But we weren’t happy. And when my friends tell me “Man, I wish we could just go back there. Life was so much better back in high school, you know?” it pisses me off. Because they are falling for the oldest trick in the American book. The trick that gets more people tangled mentally, hung up for life, stuck. The belief that Things Were Better Back Then.

We see this trick utilized in politics by both sides. The Republicans with their “Let’s get America back to the way things were” and their harkening back to the years of Reagan and beyond, the simplicity of the 1950s where kids respected their elders and everyone went to Church and Things Made Sense. You see it with the Democrats and their calls to the glory days of pre-Lewinski Clinton as well as the free love and tolerance of the 1960s, back when young people stood for something and Revolution was in the Air.

And people believe this shit. If you were to ask a straight, white person who is 60+, be it your grandma or dad or whatever, I honestly think many would earnestly tell you that life was better back in the 1950s and 60s before we had all this newfangled technology and kids on cell phones and school shootings and pornography on the internet. They’d believe that.

Ask any older gay or black person, however, and I think you’d have a different answer. Life was not better back then. For many people, it was worse. And even for the white, straight person of the 1950s and 60s, life wasn’t better back then. Loveless marriages happened back then. Alcoholism happened back then. People got cancer and died early. Daughters still got pregnant at 15.

But we tend to remember the good stuff. And we tend to want people to bring us back to the way things were. So we elect people who promise to do that. To bring us back to a simpler time. When small business owners had Mom and Pop shops, and kids didn’t have to lock up their bicycles, and gas cost 60 cents a gallon. We want to go back. To what we used to know.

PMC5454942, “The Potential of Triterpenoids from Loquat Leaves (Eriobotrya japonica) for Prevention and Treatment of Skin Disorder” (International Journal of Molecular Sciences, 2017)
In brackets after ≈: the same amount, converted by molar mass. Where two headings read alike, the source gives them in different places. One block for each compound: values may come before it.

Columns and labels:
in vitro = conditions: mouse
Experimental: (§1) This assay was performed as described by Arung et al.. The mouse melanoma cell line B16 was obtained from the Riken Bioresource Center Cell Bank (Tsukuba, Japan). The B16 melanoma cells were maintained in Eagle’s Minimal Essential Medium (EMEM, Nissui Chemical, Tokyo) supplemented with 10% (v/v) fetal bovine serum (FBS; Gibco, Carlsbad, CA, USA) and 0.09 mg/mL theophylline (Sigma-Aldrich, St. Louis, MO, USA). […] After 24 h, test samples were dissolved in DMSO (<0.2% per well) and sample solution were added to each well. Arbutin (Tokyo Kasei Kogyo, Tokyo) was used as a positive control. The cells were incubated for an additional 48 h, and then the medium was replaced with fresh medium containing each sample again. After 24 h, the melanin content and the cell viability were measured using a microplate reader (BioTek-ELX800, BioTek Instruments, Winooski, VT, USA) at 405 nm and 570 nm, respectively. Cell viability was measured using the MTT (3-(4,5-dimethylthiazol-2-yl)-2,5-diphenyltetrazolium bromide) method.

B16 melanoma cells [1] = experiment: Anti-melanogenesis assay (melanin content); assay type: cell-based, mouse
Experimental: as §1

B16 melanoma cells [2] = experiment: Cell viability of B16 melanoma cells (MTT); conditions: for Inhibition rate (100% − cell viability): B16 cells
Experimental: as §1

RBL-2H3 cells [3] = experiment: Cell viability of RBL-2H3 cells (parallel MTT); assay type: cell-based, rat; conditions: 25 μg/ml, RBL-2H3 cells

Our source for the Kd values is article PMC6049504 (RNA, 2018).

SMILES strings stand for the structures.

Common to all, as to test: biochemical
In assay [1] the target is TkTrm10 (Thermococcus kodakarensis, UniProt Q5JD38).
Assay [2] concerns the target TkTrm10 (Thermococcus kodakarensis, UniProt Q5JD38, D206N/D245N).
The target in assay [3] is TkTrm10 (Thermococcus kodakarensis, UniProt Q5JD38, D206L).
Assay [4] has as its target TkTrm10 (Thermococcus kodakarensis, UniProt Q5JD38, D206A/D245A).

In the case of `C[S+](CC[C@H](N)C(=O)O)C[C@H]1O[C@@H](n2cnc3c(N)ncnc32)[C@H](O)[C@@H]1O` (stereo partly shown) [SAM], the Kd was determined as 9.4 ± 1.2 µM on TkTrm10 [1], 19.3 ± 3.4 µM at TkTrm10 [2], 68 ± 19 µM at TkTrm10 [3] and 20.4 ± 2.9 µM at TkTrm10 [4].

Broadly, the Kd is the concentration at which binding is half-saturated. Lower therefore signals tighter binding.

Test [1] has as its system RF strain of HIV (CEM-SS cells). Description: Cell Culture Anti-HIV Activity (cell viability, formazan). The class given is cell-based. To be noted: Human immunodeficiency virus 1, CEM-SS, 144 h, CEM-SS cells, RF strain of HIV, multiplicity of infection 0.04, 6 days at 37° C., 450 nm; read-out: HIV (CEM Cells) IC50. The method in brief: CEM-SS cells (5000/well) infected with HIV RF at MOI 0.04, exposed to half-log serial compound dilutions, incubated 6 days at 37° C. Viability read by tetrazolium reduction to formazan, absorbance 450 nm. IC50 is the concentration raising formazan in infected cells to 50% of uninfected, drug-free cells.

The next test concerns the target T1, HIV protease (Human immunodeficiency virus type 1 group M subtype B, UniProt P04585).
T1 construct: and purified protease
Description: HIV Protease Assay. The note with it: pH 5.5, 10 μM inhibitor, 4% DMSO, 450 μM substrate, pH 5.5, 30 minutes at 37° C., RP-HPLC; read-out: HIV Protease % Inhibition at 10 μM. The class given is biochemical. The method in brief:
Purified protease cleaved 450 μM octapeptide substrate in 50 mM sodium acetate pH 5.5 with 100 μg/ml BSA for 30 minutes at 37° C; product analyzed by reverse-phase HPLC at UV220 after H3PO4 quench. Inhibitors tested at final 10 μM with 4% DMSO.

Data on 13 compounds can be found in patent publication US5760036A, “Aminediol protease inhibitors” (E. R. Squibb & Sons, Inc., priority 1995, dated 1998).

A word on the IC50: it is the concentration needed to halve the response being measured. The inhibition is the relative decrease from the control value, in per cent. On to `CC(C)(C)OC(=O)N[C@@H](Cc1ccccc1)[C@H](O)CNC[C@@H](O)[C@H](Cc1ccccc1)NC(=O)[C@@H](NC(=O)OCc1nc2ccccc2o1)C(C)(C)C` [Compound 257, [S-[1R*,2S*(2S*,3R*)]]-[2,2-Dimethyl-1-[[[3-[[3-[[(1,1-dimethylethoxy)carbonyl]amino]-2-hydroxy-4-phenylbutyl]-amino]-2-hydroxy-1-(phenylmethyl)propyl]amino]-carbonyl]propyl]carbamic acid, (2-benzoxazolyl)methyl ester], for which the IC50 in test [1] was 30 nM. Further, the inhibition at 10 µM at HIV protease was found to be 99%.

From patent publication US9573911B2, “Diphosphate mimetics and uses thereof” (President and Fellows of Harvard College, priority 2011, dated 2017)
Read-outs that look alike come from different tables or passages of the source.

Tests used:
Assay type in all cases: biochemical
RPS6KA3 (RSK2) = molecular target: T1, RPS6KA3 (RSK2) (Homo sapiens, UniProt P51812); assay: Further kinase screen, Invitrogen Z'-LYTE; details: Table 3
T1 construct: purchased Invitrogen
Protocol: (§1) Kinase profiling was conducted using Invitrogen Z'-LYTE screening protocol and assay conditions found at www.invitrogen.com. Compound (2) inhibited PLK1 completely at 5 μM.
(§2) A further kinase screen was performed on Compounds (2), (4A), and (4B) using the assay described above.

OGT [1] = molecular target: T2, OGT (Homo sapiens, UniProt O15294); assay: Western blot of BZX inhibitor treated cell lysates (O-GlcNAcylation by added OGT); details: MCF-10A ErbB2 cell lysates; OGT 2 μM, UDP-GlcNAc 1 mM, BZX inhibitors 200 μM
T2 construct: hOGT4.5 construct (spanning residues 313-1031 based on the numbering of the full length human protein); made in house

But, as a writer much greater than I once wrote, you can’t go home again. The past is gone, and it wasn’t any better back then. It was pretty much the same. Some people were good and some people were bad. There were recessions and there were booms. There was love and there was death.

So, I ask you, stop trying to wish for the way things used to be and start focusing on making the next day better. You can do this with your vote, or you can do this by forgiving someone in your life who has changed. And it’s hard. I know it’s hard.

But anytime I am unhappy now, and thinking about how life used to be simpler, and better back then, I force myself to remember. One moment.

It’s cold in January 2003. I’m leaving basketball practice, and it’s 6:30 p.m. but it’s already dark, and the dining hall just closed so I go home, hungry, and hope there’s some leftovers in the fridge. My hands are jammed in my pockets, pockets of a too-thin jacket that’s doing absolutely nothing against this cold, and wet hair from the gym shower is already frozen atop my head. I am in danger of failing two of my classes, and my parents don’t know about that yet, but they will soon enough. They’ll find out and I’ll get in trouble, and this eats at me. And let me just repeat again that MAN it is cold outside. Like, mind numbingly cold. I trudge along in the dark, and I am alone, and stressed, and tired… really tired. Tired like I will never know again. And as I walk up to my house, where my five hours of homework are waiting for me, and my parents, who may already have gotten the call from my teachers and are getting ready to unleash their anger on me, their disappointment, they’re waiting too, and I pause and think, just for a second, about continuing my walk. Just not stopping. Keep walking into the woods near my house, out and beyond, until I am far enough away where the school can’t get me, and the stress goes away, and I can finally rest for a minute.

My high school gave me many things. It gave me a group of friends I will never lose. It gave me books that I memorized large passages of. It gave me the teacher who convinced me I could write. It gave me my first love and happy memories and the joy of winning the big game. It’s tempting to only think back to that. To only remember the good times. But, as in all things in life, I can’t. I can’t just remember the winning goals. The A+ on the paper. The girl I kissed in the snowy field. I have to also remember the darkness. The bad. The moment where I stood in the dark, on the edge of the woods in a New England January, and wanted to walk away forever. TC Mark

image – Shutterstock